As for the curriculum and structure of the day, Boyunegmez compares it to a one-room schoolhouse mentality.

“It's very familial and there are tremendous opportunities to differentiate instruction from a 6-year-old level to a 13-year-old level,” she said. “It's a continuation of my pedagogical beliefs, which are to educate the whole child where we're really considering the academic development, cognitive development of children, and also considering their social development, their emotional development, and physical development.”

Boyunegmez draws from a program called Wednesdays in the Woods, in which the children direct many of the tasks. There are also lessons in reading, writing, math, science, social studies and language arts, with one-on-one time between Boyunegmez and each student wherein similar lessons are split into age-appropriate content.

“With my own kids, if they're not working on their schoolwork, they're very supportive and guiding of the younger kids,” she said.


Reality check

Durden stresses that people should not have the misperception that creating a learning pod is an easy or perfect answer.

“You are juggling everything and you add on pandemic planning a school and it was exhausting,” she said. “The amount of work that it took to come up with a teacher contract everyone had to sign, come up with a pricing schedule, school calendar, and working full-time were real challenges.”

Amid the trials, however, are benefits.  

“I think we've certainly been able to create a little bit more stability and normalcy for our kids,” Massaro said. “The way the kids have gelled together is extraordinary and has far exceeded my expectations. The success of the school environment that it's created for the kids is amazing.”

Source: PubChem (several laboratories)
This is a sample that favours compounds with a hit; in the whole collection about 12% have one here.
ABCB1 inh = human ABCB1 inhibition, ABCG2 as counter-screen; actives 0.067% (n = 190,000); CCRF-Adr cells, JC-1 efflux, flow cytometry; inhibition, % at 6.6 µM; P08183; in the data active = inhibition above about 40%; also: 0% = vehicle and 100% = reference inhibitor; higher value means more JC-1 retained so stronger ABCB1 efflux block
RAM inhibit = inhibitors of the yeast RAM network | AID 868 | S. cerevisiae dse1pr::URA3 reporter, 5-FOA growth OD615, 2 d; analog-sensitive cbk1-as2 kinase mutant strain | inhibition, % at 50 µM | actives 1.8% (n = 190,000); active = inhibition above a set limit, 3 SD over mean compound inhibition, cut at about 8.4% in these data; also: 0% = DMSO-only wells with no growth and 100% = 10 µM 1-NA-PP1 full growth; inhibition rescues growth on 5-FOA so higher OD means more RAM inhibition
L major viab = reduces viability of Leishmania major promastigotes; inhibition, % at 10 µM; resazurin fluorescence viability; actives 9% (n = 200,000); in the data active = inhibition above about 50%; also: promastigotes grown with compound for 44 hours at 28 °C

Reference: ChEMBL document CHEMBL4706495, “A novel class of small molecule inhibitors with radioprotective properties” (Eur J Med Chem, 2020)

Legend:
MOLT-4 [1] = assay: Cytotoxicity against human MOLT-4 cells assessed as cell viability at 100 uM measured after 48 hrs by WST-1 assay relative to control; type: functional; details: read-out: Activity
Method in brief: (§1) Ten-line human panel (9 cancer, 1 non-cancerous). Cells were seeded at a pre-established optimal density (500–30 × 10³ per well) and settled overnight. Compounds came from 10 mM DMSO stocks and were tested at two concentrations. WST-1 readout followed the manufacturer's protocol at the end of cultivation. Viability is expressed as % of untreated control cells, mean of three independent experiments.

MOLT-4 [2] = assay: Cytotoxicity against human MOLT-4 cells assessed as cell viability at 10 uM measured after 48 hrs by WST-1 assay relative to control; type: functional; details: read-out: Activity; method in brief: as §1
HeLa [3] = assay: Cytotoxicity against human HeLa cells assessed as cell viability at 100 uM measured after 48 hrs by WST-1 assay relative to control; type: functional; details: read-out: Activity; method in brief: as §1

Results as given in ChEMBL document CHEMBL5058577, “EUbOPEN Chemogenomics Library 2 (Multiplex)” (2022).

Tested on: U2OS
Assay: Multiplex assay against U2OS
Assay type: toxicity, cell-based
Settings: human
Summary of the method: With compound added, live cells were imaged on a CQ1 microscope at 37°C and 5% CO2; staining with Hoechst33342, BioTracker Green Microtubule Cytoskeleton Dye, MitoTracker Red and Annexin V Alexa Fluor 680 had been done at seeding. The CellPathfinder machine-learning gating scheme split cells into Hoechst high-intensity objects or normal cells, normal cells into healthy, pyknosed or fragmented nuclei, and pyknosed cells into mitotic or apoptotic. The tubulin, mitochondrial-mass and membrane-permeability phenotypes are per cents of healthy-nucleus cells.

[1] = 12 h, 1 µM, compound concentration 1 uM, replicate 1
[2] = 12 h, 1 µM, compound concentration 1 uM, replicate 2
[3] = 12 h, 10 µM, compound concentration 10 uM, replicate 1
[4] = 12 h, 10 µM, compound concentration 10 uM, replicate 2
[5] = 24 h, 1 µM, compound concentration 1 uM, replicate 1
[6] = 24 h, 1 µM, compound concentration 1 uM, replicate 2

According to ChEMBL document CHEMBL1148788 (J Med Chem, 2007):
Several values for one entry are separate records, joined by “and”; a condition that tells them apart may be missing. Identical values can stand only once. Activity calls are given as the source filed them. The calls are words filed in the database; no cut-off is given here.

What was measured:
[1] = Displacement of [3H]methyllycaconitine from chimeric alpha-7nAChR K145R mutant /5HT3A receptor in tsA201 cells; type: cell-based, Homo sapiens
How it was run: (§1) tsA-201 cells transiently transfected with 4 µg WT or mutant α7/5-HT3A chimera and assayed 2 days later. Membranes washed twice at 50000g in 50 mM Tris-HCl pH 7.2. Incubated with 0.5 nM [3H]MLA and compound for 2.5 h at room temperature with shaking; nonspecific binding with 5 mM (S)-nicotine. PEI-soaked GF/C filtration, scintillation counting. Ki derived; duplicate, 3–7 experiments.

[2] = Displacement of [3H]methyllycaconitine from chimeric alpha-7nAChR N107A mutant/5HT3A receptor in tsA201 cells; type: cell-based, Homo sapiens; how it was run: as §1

Take the leap

Before implementing a learning pod, Massaro underscores the importance of taking into consideration the social and educational well-being of everyone involved and, just as importantly, being kind to yourself.

“There are a lot of resources out there,” she said. “I did a lot of reading about what was available or what could be done. Obviously we come to it from a position of privilege. As a group of families, our kids were already in a private school, and so we already had resources in our household budget to dedicate to that. But I think that there are other low-cost or no-cost models that are available.”

For Massaro and other families, the learning pod has helped them see that education can be creative and different from the norm.

“I hope what could kind of come out of all of this is for us as parents to start to really rethink what we want schools to be and what it should be,” Massaro said. “There's such a narrow conception of what education has to be.”


Jennifer Pencek is a freelance writer based in State College and director of the Office for the Prevention of Interpersonal Violence at Juniata College.


Visit for more information about other innovative educational initiatives taking place in Pennsylvania.


Visit to hear interviews with parent Elizabeth Durden, teacher Jenn Boyunegmez and student Gabriel in the spring Susquehanna Life Out Loud podcast.